Churches in India’s southern Tamil Nadu state have condemned an attack on Christian pilgrims visiting from Sri Lanka. The attack has been attributed to Tamil political groups in the state protesting Sri Lanka’s treatment of its Tamil minority.
The 180 pilgrims, who were visiting the Marian shrine of Vailankanni, arrived on Sept. 2, but cut their planned ten-day visit short on Sept. 4, flying back to Colombo on an aircraft dispatched by the Sri Lankan government.
“We strongly condemn this. This should have never happened,” Esther Kathiroli, general secretary of Tamil Nadu Council of Churches (TNCC), told ENInews on Sept. 6 from her office in Chennai.
The pilgrims arrived during an annual feast time when more than one million pilgrims throng the Catholic shrine, the largest in Asia.
“What has happened is sad and shocking,” Roman Catholic bishop Ambrose Devadas of the Thanjavur diocese, which includes Vailankanni, told ENInews.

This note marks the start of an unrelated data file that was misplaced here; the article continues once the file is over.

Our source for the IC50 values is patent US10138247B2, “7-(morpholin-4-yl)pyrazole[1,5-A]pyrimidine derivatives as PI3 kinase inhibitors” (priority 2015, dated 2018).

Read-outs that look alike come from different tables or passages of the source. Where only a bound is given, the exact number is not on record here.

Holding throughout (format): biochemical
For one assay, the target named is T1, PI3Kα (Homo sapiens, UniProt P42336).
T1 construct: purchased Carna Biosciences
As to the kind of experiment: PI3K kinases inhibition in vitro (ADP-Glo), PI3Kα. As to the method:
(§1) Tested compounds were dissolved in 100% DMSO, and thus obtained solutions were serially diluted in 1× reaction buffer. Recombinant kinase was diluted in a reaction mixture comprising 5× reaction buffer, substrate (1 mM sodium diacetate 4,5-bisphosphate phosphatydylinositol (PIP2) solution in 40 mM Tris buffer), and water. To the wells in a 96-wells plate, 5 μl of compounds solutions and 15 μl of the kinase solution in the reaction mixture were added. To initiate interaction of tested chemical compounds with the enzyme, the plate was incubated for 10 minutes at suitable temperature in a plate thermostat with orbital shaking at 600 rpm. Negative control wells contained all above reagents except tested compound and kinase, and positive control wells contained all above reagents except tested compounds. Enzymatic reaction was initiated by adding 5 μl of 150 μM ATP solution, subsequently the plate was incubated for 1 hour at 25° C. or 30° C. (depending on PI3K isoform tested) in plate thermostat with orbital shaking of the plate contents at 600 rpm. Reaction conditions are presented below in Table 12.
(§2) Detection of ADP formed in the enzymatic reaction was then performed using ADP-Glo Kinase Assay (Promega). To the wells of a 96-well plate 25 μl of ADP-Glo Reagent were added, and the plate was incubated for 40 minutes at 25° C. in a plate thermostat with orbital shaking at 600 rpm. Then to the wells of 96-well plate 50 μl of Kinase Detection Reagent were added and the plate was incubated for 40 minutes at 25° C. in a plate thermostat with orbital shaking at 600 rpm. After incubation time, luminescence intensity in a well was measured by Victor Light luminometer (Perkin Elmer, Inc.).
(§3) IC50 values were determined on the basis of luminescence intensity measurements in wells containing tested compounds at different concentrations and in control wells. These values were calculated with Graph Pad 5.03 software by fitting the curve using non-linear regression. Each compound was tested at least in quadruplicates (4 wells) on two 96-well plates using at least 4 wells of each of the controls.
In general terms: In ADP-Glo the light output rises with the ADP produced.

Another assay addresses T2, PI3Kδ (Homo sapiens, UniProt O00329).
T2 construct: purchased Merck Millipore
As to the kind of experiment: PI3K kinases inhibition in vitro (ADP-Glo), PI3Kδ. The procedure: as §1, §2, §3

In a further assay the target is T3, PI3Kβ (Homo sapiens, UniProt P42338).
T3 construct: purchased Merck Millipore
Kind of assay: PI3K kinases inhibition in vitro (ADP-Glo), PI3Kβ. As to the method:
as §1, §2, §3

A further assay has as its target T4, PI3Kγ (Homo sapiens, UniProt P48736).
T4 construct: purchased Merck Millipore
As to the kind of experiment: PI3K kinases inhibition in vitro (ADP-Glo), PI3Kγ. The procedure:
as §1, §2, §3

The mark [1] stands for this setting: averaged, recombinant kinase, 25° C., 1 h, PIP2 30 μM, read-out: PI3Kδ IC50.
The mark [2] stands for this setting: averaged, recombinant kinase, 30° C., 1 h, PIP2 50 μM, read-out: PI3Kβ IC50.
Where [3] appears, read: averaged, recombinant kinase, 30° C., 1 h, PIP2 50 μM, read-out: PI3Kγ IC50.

Devadas said that the pilgrims were threatened by more than 100 protesters who shouted slogans at them when they reached Vailankanni. When they left for the airport under police escort, Ambrose said, their convoy of four buses was waylaid and pelted with stones, leaving seven pilgrims injured.
“This is not a public protest. The political parties are trying to cash in on the anti-Sri Lankan sentiments,” Kathiroli said. “Ironically, in the name of upholding the Tamil cause, the hooligans attacked the pilgrims, most of whom are Tamils,” she said.
T. M. Selvaganapathy, from the opposition Dravid Munnetta Kazhakam Party, told UCAnews.com, a Catholic news service, that anti-Sri-Lankan sentiment is strong in Tamil Nadu.
“I don’t justify attacks on innocent pilgrims but when they [in Sri Lanka] are showing hostility to our brothers and sisters, some people may overreact,” he said.
He appealed to the federal government to cut ties with Sri Lanka and reiterated cross-party opposition to an upcoming visit to India by Sri Lankan President Mahinda Rajapaksa.
Political parties in Tamil Nadu state, with over 72 million Tamil speaking people, have been carrying out regular protests against Sri Lankan targets, blaming the Sri Lankan government for oppressing minority Tamils.